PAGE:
Regardless, even if the 1st amendment is taken away, the most important thing is that I always have the ability and obligation to testify about Jesus Christ and righteousness. And in the end, we must obey God rather than any human, even to death. Keith is a brother in the Lord Jesus, and, even if not, I am obligated to stand up for those who are being treated unrighteously.

    • A.H.

      Also, it should be noted, that Keith intentionally and purposefully never asked if someone was a juror for the case. He only extended the brochure and said something along the lines of “Here’s Jury Rights information the judge won’t tell you about.” And he was not disruptive, or blocking anyone, or causing any disturbance, or being forceful.

    • John C

      The Judge set out a COURT OFFICER to con the victim of his crime into the court, that is why he had no authority outside and had to threaten to call the Police.

    • rev_dave

      At the bottom of it all is the very obvious fact that the man was railroaded by one judge and a prosecutor, because passing out information on juror rights to everyone threatened another judge. But let’s be honest – judges and prosecutors have a vested interest in convicting whomever the prosecutor decides should be prosecuted – and since they work together on a daily basis, it’s not surprising (to me at least) that they would cooperate to railroad this guy. After all, if they always got juries with knowledgeable jurors, their conviction rates might fall drastically. Some laws might even become unenforceable – like Prohibition – and then the apple cart would be upset!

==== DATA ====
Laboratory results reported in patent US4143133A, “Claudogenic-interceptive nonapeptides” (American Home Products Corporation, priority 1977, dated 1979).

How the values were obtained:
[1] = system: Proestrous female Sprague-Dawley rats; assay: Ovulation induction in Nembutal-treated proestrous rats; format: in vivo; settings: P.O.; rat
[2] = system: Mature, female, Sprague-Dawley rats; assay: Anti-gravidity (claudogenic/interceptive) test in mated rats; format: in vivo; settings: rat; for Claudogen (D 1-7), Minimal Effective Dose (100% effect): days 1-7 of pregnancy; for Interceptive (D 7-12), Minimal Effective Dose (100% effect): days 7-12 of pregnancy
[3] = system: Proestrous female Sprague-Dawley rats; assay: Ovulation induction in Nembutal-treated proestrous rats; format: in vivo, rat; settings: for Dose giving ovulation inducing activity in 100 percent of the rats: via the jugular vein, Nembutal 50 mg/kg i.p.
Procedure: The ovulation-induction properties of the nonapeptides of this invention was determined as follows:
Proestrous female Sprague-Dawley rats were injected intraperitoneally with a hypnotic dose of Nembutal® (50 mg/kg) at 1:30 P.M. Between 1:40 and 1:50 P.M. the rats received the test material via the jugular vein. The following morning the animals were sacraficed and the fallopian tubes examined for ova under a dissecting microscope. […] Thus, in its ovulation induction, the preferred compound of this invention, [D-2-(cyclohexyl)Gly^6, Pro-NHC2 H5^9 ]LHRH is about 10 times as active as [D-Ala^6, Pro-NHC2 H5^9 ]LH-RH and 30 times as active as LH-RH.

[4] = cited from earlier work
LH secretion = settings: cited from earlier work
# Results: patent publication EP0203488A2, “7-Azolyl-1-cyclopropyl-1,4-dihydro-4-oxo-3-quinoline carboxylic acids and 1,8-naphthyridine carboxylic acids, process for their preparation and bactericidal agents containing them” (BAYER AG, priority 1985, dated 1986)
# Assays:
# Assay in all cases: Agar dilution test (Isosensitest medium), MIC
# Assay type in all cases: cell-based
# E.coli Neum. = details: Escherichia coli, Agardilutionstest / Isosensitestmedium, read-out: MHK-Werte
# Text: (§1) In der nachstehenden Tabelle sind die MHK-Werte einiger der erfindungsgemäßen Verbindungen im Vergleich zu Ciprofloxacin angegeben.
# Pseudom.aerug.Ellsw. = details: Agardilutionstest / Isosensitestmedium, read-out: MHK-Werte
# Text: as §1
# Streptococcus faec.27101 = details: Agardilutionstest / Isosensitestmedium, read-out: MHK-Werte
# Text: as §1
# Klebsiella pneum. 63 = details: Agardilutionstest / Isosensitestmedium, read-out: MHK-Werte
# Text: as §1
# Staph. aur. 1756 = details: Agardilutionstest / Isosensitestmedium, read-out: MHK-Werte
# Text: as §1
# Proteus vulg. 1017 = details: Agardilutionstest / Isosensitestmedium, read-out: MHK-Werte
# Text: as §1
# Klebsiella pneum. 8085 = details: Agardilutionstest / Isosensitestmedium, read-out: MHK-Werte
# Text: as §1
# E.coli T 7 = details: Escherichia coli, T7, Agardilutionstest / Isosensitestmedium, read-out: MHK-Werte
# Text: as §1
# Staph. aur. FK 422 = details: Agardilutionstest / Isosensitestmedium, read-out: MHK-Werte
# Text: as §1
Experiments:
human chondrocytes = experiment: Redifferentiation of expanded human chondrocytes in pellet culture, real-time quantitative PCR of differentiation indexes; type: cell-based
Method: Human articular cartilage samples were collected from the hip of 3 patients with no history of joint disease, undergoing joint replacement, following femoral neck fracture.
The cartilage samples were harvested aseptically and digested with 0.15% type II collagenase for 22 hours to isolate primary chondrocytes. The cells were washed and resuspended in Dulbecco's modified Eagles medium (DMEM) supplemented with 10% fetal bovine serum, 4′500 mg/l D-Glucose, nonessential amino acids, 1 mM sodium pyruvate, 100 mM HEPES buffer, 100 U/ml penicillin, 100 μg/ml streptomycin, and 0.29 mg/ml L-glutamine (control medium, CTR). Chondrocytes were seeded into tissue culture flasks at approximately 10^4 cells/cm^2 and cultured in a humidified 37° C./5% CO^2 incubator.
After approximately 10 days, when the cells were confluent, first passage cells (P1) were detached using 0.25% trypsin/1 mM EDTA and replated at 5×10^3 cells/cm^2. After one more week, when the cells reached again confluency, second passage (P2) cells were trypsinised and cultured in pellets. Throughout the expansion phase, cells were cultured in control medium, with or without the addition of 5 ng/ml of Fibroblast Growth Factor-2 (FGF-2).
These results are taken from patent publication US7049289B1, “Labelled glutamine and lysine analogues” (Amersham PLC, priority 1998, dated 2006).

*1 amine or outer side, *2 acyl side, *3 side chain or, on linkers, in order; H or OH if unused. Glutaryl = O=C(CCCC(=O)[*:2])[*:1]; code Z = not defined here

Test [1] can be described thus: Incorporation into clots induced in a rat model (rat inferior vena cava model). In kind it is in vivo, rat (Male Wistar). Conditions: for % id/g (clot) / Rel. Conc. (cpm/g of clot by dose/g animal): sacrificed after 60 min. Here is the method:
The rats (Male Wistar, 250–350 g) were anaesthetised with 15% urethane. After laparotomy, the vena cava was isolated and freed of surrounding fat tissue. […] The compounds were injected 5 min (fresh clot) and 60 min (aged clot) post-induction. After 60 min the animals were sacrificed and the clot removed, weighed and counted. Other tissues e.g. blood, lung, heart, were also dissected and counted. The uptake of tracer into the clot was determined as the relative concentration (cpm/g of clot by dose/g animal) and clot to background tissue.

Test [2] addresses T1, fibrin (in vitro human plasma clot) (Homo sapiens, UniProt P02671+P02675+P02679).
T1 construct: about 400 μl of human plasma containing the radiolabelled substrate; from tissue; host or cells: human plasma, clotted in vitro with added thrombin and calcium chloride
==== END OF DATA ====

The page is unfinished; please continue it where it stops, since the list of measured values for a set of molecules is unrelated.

• rev_dave

    Jury Nullification info should be handed out on college and high school campuses. Get into their minds before they are ever arrested or in court, or summoned for jury service.

    • rev_dave

      Yeah, it did say that. I forgot.

      Sure. http://www.FIJA.org. Check it out. You can even order a few of them there.

      As to the ‘guilty’, I doubt it will stick. Most likely the jury in that case was instructed by the judge – as is common practice – that if the prosecution proves its case they MUST convict. It’s a clear violation of the Constitution which states that the jury is to try ‘the law and the facts’ – meaning that a fully informed jury could have refused to convict the man if they felt the law was unjust or unfairly applied. But instructing a jury that they must convict violates the ‘try the law’ part. THAT is jury tampering, not handing them a pamphlet about their Constitutional rights when seated.

      So, they found him guilty, but likely not with proper instruction – “…Circuit Judge Kimberly Booher tried the case and ruled against the defense arguing much of First Amendment issues before the jury.” – so she likely also did not remind them of what the Constitution says about a jury’s duties or rights.

  • Tom Speed

    It is NOT an offence to hand out Jury nullification leaflests so logn as one does not directly to acertain is the person recieving them is a Juror themselves. That is, one can freely hand them out to any & all outside a court building, but just keep your mouth shut whilst doing so!

    And finally, 6 is NOT a valid Jury count! 12 minimum, though historically, in fact, it ought to be 25!

    THE best book on the Trial by Jury, and how it differs from the noe ever so present Trial by *Government*.


    • Fred Wiedner

      The court doesn’t care. This is money in the pockets of another government agency (CPS) by seizing the children and tending to their ‘welfare’. This gives un-elected bureaucrats legitimacy.

  • Matthew Bongers